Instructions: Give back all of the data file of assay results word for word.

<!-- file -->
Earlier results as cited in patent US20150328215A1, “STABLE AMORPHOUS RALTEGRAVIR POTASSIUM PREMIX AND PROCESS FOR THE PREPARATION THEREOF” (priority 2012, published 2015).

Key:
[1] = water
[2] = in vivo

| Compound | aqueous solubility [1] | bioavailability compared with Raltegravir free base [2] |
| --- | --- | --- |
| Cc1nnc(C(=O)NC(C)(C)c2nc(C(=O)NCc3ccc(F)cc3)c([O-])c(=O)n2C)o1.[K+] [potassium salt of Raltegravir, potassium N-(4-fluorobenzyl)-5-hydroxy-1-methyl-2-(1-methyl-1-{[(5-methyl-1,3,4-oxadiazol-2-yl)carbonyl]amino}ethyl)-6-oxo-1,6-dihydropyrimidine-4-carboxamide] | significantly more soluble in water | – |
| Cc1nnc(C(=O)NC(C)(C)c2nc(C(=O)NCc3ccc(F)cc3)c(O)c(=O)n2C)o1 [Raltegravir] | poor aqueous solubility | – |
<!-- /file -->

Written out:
Earlier results as cited in patent US20150328215A1, “STABLE AMORPHOUS RALTEGRAVIR POTASSIUM PREMIX AND PROCESS FOR THE PREPARATION THEREOF” (priority 2012, published 2015).

Key:
[1] = water
[2] = in vivo

| Compound | aqueous solubility [1] | bioavailability compared with Raltegravir free base [2] |
| --- | --- | --- |
| Cc1nnc(C(=O)NC(C)(C)c2nc(C(=O)NCc3ccc(F)cc3)c([O-])c(=O)n2C)o1.[K+] [potassium salt of Raltegravir, potassium N-(4-fluorobenzyl)-5-hydroxy-1-methyl-2-(1-methyl-1-{[(5-methyl-1,3,4-oxadiazol-2-yl)carbonyl]amino}ethyl)-6-oxo-1,6-dihydropyrimidine-4-carboxamide] | significantly more soluble in water | – |
| Cc1nnc(C(=O)NC(C)(C)c2nc(C(=O)NCc3ccc(F)cc3)c(O)c(=O)n2C)o1 [Raltegravir] | poor aqueous solubility | – |